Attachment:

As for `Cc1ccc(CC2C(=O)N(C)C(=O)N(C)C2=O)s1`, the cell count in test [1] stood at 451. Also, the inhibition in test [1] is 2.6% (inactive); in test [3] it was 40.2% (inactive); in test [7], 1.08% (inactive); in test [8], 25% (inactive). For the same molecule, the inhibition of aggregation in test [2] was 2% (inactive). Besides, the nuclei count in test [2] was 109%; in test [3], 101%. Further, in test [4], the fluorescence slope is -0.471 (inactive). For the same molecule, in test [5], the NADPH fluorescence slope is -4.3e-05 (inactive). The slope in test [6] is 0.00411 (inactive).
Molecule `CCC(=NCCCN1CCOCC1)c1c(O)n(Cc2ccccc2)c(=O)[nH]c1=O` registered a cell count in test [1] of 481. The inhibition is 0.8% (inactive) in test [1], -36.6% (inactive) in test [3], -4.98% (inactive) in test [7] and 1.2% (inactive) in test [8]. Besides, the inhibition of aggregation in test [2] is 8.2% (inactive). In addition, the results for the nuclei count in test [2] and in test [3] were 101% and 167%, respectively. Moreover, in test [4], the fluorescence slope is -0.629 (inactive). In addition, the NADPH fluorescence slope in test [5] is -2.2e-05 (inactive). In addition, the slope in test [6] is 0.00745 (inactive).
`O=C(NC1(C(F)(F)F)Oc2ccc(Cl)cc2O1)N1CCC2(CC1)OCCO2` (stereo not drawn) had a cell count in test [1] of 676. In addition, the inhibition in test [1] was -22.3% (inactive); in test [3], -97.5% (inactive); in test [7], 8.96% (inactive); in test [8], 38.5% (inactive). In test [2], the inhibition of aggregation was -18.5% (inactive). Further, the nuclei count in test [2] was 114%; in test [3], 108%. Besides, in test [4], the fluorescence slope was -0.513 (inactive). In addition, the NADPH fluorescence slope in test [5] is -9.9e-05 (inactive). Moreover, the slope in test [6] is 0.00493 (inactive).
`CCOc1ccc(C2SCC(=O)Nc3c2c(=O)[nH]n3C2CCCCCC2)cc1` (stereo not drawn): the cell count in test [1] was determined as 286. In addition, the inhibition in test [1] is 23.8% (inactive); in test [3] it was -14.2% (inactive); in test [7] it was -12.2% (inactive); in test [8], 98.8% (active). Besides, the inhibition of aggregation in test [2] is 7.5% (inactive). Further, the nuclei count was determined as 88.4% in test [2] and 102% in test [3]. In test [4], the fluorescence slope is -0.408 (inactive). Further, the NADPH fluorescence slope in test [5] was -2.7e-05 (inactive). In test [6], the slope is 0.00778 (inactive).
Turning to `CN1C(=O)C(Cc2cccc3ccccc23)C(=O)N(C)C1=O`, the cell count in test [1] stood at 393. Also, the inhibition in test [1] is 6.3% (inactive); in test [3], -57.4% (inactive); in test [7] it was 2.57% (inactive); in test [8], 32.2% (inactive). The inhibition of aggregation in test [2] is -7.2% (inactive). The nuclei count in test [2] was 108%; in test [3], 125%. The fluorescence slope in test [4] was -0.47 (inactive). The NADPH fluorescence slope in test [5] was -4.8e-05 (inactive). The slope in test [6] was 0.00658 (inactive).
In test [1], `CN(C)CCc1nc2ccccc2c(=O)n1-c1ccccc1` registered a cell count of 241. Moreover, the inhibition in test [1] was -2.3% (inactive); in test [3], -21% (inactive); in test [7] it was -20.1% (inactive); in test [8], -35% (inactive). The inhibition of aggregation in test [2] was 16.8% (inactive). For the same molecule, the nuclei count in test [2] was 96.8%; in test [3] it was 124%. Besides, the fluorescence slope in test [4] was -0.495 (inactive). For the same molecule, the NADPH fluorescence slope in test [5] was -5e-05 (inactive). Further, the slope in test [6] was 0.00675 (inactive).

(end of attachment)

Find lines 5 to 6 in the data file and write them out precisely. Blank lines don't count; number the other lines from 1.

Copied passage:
Turning to `CN1C(=O)C(Cc2cccc3ccccc23)C(=O)N(C)C1=O`, the cell count in test [1] stood at 393. Also, the inhibition in test [1] is 6.3% (inactive); in test [3], -57.4% (inactive); in test [7] it was 2.57% (inactive); in test [8], 32.2% (inactive). The inhibition of aggregation in test [2] is -7.2% (inactive). The nuclei count in test [2] was 108%; in test [3], 125%. The fluorescence slope in test [4] was -0.47 (inactive). The NADPH fluorescence slope in test [5] was -4.8e-05 (inactive). The slope in test [6] was 0.00658 (inactive).
In test [1], `CN(C)CCc1nc2ccccc2c(=O)n1-c1ccccc1` registered a cell count of 241. Moreover, the inhibition in test [1] was -2.3% (inactive); in test [3], -21% (inactive); in test [7] it was -20.1% (inactive); in test [8], -35% (inactive). The inhibition of aggregation in test [2] was 16.8% (inactive). For the same molecule, the nuclei count in test [2] was 96.8%; in test [3] it was 124%. Besides, the fluorescence slope in test [4] was -0.495 (inactive). For the same molecule, the NADPH fluorescence slope in test [5] was -5e-05 (inactive). Further, the slope in test [6] was 0.00675 (inactive).